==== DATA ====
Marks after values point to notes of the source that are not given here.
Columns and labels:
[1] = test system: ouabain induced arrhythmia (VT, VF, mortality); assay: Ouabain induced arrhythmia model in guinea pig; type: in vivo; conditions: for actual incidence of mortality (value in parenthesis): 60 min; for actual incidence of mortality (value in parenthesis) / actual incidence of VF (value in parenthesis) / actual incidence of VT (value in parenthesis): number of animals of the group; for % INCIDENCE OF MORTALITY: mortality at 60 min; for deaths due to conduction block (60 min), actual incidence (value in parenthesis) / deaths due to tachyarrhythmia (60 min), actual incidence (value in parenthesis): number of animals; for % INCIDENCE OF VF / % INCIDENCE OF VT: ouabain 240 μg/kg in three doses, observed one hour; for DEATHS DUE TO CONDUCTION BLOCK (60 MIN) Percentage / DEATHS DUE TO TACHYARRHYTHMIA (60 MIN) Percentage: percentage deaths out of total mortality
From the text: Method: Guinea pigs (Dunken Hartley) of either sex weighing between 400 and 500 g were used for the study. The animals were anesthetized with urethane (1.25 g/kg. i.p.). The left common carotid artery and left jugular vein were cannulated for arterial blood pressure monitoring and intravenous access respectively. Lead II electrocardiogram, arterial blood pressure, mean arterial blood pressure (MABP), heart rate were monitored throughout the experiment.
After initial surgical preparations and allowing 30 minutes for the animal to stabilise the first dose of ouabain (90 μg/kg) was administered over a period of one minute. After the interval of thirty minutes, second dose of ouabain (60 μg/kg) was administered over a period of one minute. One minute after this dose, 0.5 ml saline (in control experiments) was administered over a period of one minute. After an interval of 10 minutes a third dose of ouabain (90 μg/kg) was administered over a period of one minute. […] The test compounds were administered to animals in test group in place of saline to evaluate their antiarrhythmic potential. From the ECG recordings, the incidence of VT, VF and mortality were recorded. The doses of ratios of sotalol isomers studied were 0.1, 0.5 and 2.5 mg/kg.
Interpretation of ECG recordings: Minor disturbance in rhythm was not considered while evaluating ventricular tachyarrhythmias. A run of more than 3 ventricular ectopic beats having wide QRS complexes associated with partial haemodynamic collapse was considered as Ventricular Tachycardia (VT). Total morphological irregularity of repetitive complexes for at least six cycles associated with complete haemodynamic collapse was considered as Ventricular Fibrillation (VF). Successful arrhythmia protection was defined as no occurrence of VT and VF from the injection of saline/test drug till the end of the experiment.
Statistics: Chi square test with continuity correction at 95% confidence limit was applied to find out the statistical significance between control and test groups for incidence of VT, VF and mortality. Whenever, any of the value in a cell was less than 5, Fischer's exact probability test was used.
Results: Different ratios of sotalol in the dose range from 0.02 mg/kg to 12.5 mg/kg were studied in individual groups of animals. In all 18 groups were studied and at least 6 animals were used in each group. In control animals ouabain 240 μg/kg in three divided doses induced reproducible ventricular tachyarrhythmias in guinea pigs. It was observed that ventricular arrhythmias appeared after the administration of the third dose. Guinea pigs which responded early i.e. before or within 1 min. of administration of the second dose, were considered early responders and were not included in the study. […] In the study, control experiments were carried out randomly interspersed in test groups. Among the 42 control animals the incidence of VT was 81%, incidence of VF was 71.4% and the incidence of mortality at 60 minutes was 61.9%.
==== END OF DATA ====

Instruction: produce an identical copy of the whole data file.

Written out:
Marks after values point to notes of the source that are not given here.
Columns and labels:
[1] = test system: ouabain induced arrhythmia (VT, VF, mortality); assay: Ouabain induced arrhythmia model in guinea pig; type: in vivo; conditions: for actual incidence of mortality (value in parenthesis): 60 min; for actual incidence of mortality (value in parenthesis) / actual incidence of VF (value in parenthesis) / actual incidence of VT (value in parenthesis): number of animals of the group; for % INCIDENCE OF MORTALITY: mortality at 60 min; for deaths due to conduction block (60 min), actual incidence (value in parenthesis) / deaths due to tachyarrhythmia (60 min), actual incidence (value in parenthesis): number of animals; for % INCIDENCE OF VF / % INCIDENCE OF VT: ouabain 240 μg/kg in three doses, observed one hour; for DEATHS DUE TO CONDUCTION BLOCK (60 MIN) Percentage / DEATHS DUE TO TACHYARRHYTHMIA (60 MIN) Percentage: percentage deaths out of total mortality
From the text: Method: Guinea pigs (Dunken Hartley) of either sex weighing between 400 and 500 g were used for the study. The animals were anesthetized with urethane (1.25 g/kg. i.p.). The left common carotid artery and left jugular vein were cannulated for arterial blood pressure monitoring and intravenous access respectively. Lead II electrocardiogram, arterial blood pressure, mean arterial blood pressure (MABP), heart rate were monitored throughout the experiment.
After initial surgical preparations and allowing 30 minutes for the animal to stabilise the first dose of ouabain (90 μg/kg) was administered over a period of one minute. After the interval of thirty minutes, second dose of ouabain (60 μg/kg) was administered over a period of one minute. One minute after this dose, 0.5 ml saline (in control experiments) was administered over a period of one minute. After an interval of 10 minutes a third dose of ouabain (90 μg/kg) was administered over a period of one minute. […] The test compounds were administered to animals in test group in place of saline to evaluate their antiarrhythmic potential. From the ECG recordings, the incidence of VT, VF and mortality were recorded. The doses of ratios of sotalol isomers studied were 0.1, 0.5 and 2.5 mg/kg.
Interpretation of ECG recordings: Minor disturbance in rhythm was not considered while evaluating ventricular tachyarrhythmias. A run of more than 3 ventricular ectopic beats having wide QRS complexes associated with partial haemodynamic collapse was considered as Ventricular Tachycardia (VT). Total morphological irregularity of repetitive complexes for at least six cycles associated with complete haemodynamic collapse was considered as Ventricular Fibrillation (VF). Successful arrhythmia protection was defined as no occurrence of VT and VF from the injection of saline/test drug till the end of the experiment.
Statistics: Chi square test with continuity correction at 95% confidence limit was applied to find out the statistical significance between control and test groups for incidence of VT, VF and mortality. Whenever, any of the value in a cell was less than 5, Fischer's exact probability test was used.
Results: Different ratios of sotalol in the dose range from 0.02 mg/kg to 12.5 mg/kg were studied in individual groups of animals. In all 18 groups were studied and at least 6 animals were used in each group. In control animals ouabain 240 μg/kg in three divided doses induced reproducible ventricular tachyarrhythmias in guinea pigs. It was observed that ventricular arrhythmias appeared after the administration of the third dose. Guinea pigs which responded early i.e. before or within 1 min. of administration of the second dose, were considered early responders and were not included in the study. […] In the study, control experiments were carried out randomly interspersed in test groups. Among the 42 control animals the incidence of VT was 81%, incidence of VF was 71.4% and the incidence of mortality at 60 minutes was 61.9%.